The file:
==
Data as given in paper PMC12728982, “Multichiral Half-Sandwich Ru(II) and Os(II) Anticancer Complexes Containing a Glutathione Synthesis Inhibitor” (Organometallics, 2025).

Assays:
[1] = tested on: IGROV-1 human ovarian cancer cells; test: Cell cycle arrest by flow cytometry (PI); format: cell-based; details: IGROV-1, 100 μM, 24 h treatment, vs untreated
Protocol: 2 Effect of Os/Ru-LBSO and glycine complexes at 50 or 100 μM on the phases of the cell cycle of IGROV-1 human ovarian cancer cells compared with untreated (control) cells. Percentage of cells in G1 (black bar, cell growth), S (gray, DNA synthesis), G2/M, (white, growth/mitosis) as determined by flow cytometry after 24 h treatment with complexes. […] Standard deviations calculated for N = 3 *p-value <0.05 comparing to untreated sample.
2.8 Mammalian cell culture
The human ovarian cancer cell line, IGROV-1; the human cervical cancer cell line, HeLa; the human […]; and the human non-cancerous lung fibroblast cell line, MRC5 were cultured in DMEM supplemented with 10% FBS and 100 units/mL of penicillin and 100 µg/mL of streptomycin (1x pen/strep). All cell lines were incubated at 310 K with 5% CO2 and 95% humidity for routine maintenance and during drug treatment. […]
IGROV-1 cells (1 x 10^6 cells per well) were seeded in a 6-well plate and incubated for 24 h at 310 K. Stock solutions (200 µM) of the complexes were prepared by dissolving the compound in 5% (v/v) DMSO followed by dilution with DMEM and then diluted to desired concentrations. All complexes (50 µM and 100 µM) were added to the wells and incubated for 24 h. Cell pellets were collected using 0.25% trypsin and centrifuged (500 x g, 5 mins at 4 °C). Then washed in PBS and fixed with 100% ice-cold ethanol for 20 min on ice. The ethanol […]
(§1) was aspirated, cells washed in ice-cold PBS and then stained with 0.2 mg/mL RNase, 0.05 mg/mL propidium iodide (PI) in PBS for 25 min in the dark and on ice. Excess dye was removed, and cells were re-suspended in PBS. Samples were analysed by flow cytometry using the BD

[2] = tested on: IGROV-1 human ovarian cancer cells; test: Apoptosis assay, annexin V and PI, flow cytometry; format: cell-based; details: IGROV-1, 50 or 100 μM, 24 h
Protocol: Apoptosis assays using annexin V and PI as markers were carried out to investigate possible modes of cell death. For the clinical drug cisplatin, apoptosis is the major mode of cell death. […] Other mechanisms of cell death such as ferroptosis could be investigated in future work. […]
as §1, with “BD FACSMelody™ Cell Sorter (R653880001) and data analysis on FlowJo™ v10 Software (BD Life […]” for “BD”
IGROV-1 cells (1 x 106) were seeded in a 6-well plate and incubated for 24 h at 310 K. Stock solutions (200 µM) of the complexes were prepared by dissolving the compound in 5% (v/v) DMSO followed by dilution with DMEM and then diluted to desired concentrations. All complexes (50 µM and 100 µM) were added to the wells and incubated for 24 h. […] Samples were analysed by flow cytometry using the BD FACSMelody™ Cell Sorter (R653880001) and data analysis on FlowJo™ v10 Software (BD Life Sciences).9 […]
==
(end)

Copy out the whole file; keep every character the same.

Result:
Data as given in paper PMC12728982, “Multichiral Half-Sandwich Ru(II) and Os(II) Anticancer Complexes Containing a Glutathione Synthesis Inhibitor” (Organometallics, 2025).

Assays:
[1] = tested on: IGROV-1 human ovarian cancer cells; test: Cell cycle arrest by flow cytometry (PI); format: cell-based; details: IGROV-1, 100 μM, 24 h treatment, vs untreated
Protocol: 2 Effect of Os/Ru-LBSO and glycine complexes at 50 or 100 μM on the phases of the cell cycle of IGROV-1 human ovarian cancer cells compared with untreated (control) cells. Percentage of cells in G1 (black bar, cell growth), S (gray, DNA synthesis), G2/M, (white, growth/mitosis) as determined by flow cytometry after 24 h treatment with complexes. […] Standard deviations calculated for N = 3 *p-value <0.05 comparing to untreated sample.
2.8 Mammalian cell culture
The human ovarian cancer cell line, IGROV-1; the human cervical cancer cell line, HeLa; the human […]; and the human non-cancerous lung fibroblast cell line, MRC5 were cultured in DMEM supplemented with 10% FBS and 100 units/mL of penicillin and 100 µg/mL of streptomycin (1x pen/strep). All cell lines were incubated at 310 K with 5% CO2 and 95% humidity for routine maintenance and during drug treatment. […]
IGROV-1 cells (1 x 10^6 cells per well) were seeded in a 6-well plate and incubated for 24 h at 310 K. Stock solutions (200 µM) of the complexes were prepared by dissolving the compound in 5% (v/v) DMSO followed by dilution with DMEM and then diluted to desired concentrations. All complexes (50 µM and 100 µM) were added to the wells and incubated for 24 h. Cell pellets were collected using 0.25% trypsin and centrifuged (500 x g, 5 mins at 4 °C). Then washed in PBS and fixed with 100% ice-cold ethanol for 20 min on ice. The ethanol […]
(§1) was aspirated, cells washed in ice-cold PBS and then stained with 0.2 mg/mL RNase, 0.05 mg/mL propidium iodide (PI) in PBS for 25 min in the dark and on ice. Excess dye was removed, and cells were re-suspended in PBS. Samples were analysed by flow cytometry using the BD

[2] = tested on: IGROV-1 human ovarian cancer cells; test: Apoptosis assay, annexin V and PI, flow cytometry; format: cell-based; details: IGROV-1, 50 or 100 μM, 24 h
Protocol: Apoptosis assays using annexin V and PI as markers were carried out to investigate possible modes of cell death. For the clinical drug cisplatin, apoptosis is the major mode of cell death. […] Other mechanisms of cell death such as ferroptosis could be investigated in future work. […]
as §1, with “BD FACSMelody™ Cell Sorter (R653880001) and data analysis on FlowJo™ v10 Software (BD Life […]” for “BD”
IGROV-1 cells (1 x 106) were seeded in a 6-well plate and incubated for 24 h at 310 K. Stock solutions (200 µM) of the complexes were prepared by dissolving the compound in 5% (v/v) DMSO followed by dilution with DMEM and then diluted to desired concentrations. All complexes (50 µM and 100 µM) were added to the wells and incubated for 24 h. […] Samples were analysed by flow cytometry using the BD FACSMelody™ Cell Sorter (R653880001) and data analysis on FlowJo™ v10 Software (BD Life Sciences).9 […]